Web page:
In conversation: Dominic Gyngell, general counsel, Speedcast Industries

Heading the legal function for global satellite services provider Speedcast, Dominic Gyngell discusses an ever-expanding mandate within a fast-growing company.

GC: How did you get to your position at Speedcast?

Dominic Gyngell (DG): I had been at BT for 13 years when I got approached by Speedcast in 2014. It was really interesting because it was telecoms-related but a much smaller company with big ambitions. It had achieved impressive growth, the company had been around in some form since 2001 but it was only when it was listed on the Australia Stock Exchange in 2014 that it landed on its feet and started to grow an aggressive international strategy.

GC: Were you involved in the company’s listing?

DG: I joined in early 2016 post IPO – it was a steep learning curve for me. I am involved in continuing disclosure obligations in Australia and since then we’ve done a number of things including two more equity raisings in Australia and a refinancing programme where we moved our debt from Australia to the US market.

GC: How have you grown the legal team in that time?

DG: The legal team was small at first, there were just three of us when I joined. Since then we’ve expanded, we have 15 lawyers globally. We provide satellite communications to some pretty remote parts of the world, operating in over 100 countries and with offices in 40.

Our largest markets are the US: we do a lot of work for the US government, large energy companies such as ConocoPhillips. We do work in Southeast Asia and Africa, and dealing with regulators and governments in the US is very different from working with businesses in Myanmar and Kazakhstan. It really varies.

GC: How is the legal team structured?

DG: We are organised regionally, we have a team based in the Americas, one covering EMEA and one in Asia.

GC: What does your job look like on a day-to-day basis?

DG: The role is very diverse: this week I’ve been dealing with labour disputes in Brazil, new customer contracts, board meetings in Angola and Sydney, a property deal in Peru, whilst balancing all the day-to-day operations. Every day is different. My job has changed a lot since I joined when we were a $200million company; today we have revenue of 1 billion US dollars. We’ve gone from 300 staff to 1500 in that time. We’ve got a lot more sophisticated. A big part of my job is working on M&A; we’ve done 15 deals since 2012. We acquired our most recent company last week – one of our largest competitors in the US, Globecomm. They operate in 100 countries.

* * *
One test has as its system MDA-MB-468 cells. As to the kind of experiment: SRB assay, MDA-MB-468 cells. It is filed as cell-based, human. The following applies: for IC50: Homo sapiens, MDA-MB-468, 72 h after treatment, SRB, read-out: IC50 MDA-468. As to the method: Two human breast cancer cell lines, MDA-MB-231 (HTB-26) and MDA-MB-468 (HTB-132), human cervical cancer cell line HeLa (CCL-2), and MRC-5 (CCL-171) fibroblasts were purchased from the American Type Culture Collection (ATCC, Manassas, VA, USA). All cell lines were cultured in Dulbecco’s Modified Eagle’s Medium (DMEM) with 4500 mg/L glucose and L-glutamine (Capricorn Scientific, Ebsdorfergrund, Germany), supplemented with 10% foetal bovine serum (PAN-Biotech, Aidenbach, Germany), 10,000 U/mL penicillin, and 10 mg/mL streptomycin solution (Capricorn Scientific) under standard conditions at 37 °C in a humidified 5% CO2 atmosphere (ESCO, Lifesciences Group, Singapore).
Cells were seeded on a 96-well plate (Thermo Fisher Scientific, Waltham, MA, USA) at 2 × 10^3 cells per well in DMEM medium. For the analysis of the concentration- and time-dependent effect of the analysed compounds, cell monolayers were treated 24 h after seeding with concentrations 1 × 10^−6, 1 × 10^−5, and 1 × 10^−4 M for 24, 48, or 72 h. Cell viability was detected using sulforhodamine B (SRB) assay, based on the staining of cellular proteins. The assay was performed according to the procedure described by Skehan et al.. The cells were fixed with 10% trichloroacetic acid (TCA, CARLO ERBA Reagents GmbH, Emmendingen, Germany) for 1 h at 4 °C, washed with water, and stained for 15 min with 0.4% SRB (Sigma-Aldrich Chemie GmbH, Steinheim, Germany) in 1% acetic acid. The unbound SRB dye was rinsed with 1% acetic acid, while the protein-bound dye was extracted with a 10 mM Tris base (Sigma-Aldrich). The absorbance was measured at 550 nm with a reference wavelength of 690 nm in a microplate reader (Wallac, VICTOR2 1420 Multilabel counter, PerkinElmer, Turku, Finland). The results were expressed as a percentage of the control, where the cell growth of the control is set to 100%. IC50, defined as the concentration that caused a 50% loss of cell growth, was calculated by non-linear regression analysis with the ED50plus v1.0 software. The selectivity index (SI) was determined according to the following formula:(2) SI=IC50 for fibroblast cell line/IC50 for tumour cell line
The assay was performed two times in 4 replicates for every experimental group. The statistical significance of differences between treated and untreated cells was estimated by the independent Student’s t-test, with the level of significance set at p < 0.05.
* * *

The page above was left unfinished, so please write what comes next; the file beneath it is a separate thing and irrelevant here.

GC: What sectors do you cover?

DG: Speedcast has four main divisions: maritime, which includes providing telecommunications services to cruise ship operators around the world, and commercial maritime, which covers smaller vessels. Energy is our second biggest division – our main customers are offshore oil and gas companies. We are increasingly serving governments, as well as the military, mining companies and NGOs.

GC: What are the biggest challenges on the horizon for you over the next 12 months?

DG: Compliance continues to grow – we are seeing a lot of change with regards to ethical compliance. Anti-corruption, bribery, regulatory compliance, all remain key issues for our type of business. We have just done a large GDPR programme in Europe, and I expect to be dealing with increasing data protection legislation.

From an internal perspective, we are focusing on integrating the 15 new businesses we have acquired. A large part of this is bringing together different teams, and this will be a challenge getting our systems aligned and dealing with cultural issues.

GC: Have you introduced technology within the legal department?

DG: We’ve just launched a programme to digitise all of our customer contracts onto a single database that can be accessed by the whole legal team and operations. For the first time, we can get centralised data on all of our larger customers and our supplier contracts. We deal with dozens of bids and contracts around the world so we have also automated our approval processes, so that they are all on one system.